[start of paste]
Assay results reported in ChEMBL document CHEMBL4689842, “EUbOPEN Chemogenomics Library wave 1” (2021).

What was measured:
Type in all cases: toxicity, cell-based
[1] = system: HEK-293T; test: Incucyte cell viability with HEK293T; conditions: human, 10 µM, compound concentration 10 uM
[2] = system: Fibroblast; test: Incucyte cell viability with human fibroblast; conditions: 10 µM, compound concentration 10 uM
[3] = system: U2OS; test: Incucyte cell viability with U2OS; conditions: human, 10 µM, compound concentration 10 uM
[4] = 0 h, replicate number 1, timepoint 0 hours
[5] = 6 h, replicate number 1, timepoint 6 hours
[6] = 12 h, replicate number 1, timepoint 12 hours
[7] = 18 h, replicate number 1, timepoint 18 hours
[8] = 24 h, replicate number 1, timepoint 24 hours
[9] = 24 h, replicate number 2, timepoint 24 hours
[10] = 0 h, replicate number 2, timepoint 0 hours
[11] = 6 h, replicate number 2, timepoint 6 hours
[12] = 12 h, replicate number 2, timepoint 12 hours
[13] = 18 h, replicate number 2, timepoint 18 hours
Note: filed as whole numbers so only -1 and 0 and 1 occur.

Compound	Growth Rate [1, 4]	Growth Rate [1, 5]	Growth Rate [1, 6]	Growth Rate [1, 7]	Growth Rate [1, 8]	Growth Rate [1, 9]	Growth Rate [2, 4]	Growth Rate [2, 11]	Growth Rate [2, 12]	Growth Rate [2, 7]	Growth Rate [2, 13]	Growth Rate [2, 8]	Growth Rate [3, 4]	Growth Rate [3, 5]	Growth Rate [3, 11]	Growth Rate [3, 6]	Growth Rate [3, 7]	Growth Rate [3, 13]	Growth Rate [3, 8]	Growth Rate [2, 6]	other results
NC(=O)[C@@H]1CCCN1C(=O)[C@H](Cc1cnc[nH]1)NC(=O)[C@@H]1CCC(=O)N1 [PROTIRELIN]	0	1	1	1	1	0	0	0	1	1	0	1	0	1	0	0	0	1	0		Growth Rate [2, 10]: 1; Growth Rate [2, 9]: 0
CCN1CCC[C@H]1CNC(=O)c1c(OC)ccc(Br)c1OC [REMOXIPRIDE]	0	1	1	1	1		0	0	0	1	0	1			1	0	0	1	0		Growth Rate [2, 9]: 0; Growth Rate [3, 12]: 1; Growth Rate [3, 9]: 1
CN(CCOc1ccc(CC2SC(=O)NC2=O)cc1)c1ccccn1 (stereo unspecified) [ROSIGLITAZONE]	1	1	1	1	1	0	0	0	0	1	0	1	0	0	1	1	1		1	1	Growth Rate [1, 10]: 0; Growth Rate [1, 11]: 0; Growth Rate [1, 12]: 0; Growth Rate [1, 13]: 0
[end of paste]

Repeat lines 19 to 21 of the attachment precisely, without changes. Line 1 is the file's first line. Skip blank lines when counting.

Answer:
NC(=O)[C@@H]1CCCN1C(=O)[C@H](Cc1cnc[nH]1)NC(=O)[C@@H]1CCC(=O)N1 [PROTIRELIN]	0	1	1	1	1	0	0	0	1	1	0	1	0	1	0	0	0	1	0		Growth Rate [2, 10]: 1; Growth Rate [2, 9]: 0
CCN1CCC[C@H]1CNC(=O)c1c(OC)ccc(Br)c1OC [REMOXIPRIDE]	0	1	1	1	1		0	0	0	1	0	1			1	0	0	1	0		Growth Rate [2, 9]: 0; Growth Rate [3, 12]: 1; Growth Rate [3, 9]: 1
CN(CCOc1ccc(CC2SC(=O)NC2=O)cc1)c1ccccn1 (stereo unspecified) [ROSIGLITAZONE]	1	1	1	1	1	0	0	0	0	1	0	1	0	0	1	1	1		1	1	Growth Rate [1, 10]: 0; Growth Rate [1, 11]: 0; Growth Rate [1, 12]: 0; Growth Rate [1, 13]: 0